2:46pm PT by Chris Gardner
Bungalow 8 Founder Amy Sacco Hosts Festival Pop-ups in Venice, Toronto While Toasting Venue's 15th Anniversary
Nightlife guru Amy Sacco — who returns to the film festival circuit with back-to-back Bungalow 8 pop-ups in Venice (at the Bauer Palazzo Hotel by night and the Grand Canal Patio by day) and Toronto (at Thompson Hotel rooftop) — has another reason to celebrate this fall. Her iconic New York City watering hole Bungalow 8 is turning 15.
The Hollywood Reporter caught up with Sacco recently to dish on her globe-trotting business, why film festivals still matter to her, her most memorable night at Bungalow 8 and who should play Amy Sacco in the movie about her enviable life.
How do film festival parties/lounges differ from what you do in New York City?
My clubs around the world are a home and safe haven for our international family, aka #Cultof8. During festivals it is a more amplified Hollywood family reunion than a typical New York night. For a fleeting moment we have the three R's: rebels, raconteurs and rogues for a few days of fun and celebration.
A general view of atmosphere at the Bungalow 8 during the 2013 Toronto International Film Festival on Sept. 7, 2013. (Photo by Jerod Harris/Getty Images for NJPR)
With all your success in NYC, why keep going back on the film festival scene? What do you like about it?
My motto is ask not what your party can do for you, ask what you can do for your party. Immediately after the success of our first festival in Venice nine years ago, I realized that we had created a needed experience for the entertainment community. I love that we have these glamorous backdrops to celebrate the work of the artists and for our team, it is the ultimate team building exercise... powered by amazing moments and lots of Red Bull!
What’s your favorite thing about Venice? About Toronto?
Venice? The glamour! La Dolce Vita, baby. They are the most gracious hosts, too. Toronto is more cosmopolitan, and you're guaranteed to see 50 percent more of the usual suspects there, who add into the fun.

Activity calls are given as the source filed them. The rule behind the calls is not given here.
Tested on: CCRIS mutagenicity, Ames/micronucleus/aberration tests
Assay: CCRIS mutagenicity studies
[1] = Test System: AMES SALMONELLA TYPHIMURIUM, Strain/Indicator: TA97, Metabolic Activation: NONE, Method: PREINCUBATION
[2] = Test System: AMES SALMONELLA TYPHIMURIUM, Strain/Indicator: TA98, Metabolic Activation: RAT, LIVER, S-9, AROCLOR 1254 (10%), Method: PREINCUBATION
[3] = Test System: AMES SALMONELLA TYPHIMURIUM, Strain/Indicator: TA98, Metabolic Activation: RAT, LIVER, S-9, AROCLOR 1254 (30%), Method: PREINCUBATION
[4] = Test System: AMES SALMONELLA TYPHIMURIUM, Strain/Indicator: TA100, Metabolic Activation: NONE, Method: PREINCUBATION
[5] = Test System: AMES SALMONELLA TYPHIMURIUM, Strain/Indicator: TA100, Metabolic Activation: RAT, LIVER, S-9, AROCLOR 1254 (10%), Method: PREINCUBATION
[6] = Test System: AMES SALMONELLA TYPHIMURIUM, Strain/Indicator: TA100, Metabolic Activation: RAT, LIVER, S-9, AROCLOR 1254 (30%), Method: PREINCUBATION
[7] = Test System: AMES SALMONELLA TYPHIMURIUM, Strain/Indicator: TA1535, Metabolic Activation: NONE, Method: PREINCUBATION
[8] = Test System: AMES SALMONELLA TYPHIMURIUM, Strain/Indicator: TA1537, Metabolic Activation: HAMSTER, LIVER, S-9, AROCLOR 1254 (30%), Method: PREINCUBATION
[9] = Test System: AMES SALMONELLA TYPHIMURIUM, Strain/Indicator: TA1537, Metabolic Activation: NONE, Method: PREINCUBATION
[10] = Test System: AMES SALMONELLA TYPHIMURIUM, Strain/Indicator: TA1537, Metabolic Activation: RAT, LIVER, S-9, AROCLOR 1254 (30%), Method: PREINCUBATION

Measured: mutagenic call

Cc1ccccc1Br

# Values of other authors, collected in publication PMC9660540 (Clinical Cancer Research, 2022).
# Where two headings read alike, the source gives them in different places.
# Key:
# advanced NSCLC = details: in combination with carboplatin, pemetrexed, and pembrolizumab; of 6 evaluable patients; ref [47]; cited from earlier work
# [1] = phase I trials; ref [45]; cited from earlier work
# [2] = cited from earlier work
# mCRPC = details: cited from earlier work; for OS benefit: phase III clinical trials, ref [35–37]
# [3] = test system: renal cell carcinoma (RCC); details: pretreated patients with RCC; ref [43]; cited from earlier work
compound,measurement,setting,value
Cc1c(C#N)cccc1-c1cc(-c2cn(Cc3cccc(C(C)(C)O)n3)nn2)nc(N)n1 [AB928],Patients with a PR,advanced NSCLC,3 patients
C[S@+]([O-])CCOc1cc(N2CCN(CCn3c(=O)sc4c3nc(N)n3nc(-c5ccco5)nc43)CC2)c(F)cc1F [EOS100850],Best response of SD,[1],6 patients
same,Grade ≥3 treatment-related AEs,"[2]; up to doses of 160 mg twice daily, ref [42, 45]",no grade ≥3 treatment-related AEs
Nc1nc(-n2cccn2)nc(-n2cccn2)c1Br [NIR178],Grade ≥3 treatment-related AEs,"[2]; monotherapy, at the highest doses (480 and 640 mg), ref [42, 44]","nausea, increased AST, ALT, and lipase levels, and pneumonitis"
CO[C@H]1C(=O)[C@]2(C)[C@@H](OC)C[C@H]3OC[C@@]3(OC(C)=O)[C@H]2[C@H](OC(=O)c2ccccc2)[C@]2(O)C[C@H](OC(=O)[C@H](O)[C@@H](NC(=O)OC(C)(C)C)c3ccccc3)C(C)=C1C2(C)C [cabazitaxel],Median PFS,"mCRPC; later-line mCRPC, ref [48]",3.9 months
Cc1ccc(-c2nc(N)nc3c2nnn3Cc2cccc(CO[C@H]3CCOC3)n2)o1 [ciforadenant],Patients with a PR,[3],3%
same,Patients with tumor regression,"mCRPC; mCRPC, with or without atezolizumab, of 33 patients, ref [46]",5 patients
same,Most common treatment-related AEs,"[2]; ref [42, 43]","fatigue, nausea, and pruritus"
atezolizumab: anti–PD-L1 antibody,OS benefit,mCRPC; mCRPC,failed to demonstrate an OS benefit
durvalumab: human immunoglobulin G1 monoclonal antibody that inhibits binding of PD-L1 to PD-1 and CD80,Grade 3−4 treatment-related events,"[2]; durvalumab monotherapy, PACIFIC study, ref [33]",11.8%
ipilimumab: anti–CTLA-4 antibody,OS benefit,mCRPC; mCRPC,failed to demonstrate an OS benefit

Do you work with the film festivals at all in any official capacity?
No, although we would always welcome any joint participation!
What elements make for a great festival party?
Here's my list: Always keep a basket of slippers for girls to slip into after dancing for hours in stilettos. Never rival the authentic backdrop of your setting. We curate the guests as specifically as we do the cocktails.... It's all about the mixology! DJs who can tap into the swagger. Location, location, location! Nothing exceeds excess. A clever and discerning doorman. A brilliant mistress of ceremony to curate the evening — moi! Always treat every guest like a celebrity. Ambience equals lighting, sound, service and soul. Always invite a few conversation pieces, by that I mean a few unusual guests — perhaps it is a street performer, a gymnast, a magician, anyone who will be on the fringe of what is expected. You need the freak factor to inspire the attendees.
Is there a night you’d like to forget?
Yes. It will be included in a book to be published upon my death titled Re-Memoirs. As it will be exactly how I remembered it, no matter what anyone else recalls.
What’s the craziest thing you’ve experienced doing one of your events/lounges at a film festival? Be specific and use names if you can?
Too many to count! Mostly couples who have run off together and never looked back. One time a guest fell into the canal, another arrested, another did back flips, and once Madonna DJ'd from the comfort of her banquette. Never a dull moment!
What’s the latest your film festival event has gone?
I think it is still going on! Cannes parties don't die! Wash, rinse, repeat.
Bungalow 8 is nearing its 15th anniversary. That's a major milestone. How does it feel?
Wow, yes! We opened in 2001. From the original concept on 27th Street to outposts in Amsterdam, London...and now the glamorous pop-ups from Montauk to Monaco.
What’s your best memory of Bungalow 8 over the years? Any special night or party that stands out in your mind?
Two, and both with Armani. My first ever party was in celebration of Mr. Armani, and Sophia Loren said she liked my pasta. How's that for a stamp of approval? A few years later we did a surprise birthday party with Armani for my friend George Clooney's 50th birthday following the Met Ball. The Beckhams sat across from the then-Cruises, and it was a wall-to-wall of who's who. Sting, Fergie and John Mayer were all part of the "Happy Birthday" song. And for "insurance purposes" I had an actual NYC fireman bring out George's cake since there were so many candles, and when I brought out David Beckham's cake — also celebrating a birthday that night — I was knocked over by a supermodel and somehow fell right into David's lap with the cake and candles burning. By some miracle after the fall the candles were all still burning!
How do you relax after the film festival grind?
No rest for the wicked!
If there was a film made about your life, who would you want to star as Amy Sacco?
Cameron Diaz as the young me, and Joanna Lumley as me today.
Amy Sacco attends "Rebel" by James Franco, a site-specific installation art exhibition presented by Liberatum and British artist Amanda Eliasch on Sept. 3, 2011 in Venice, Italy. (Photo by Dave M. Benett/Getty Images)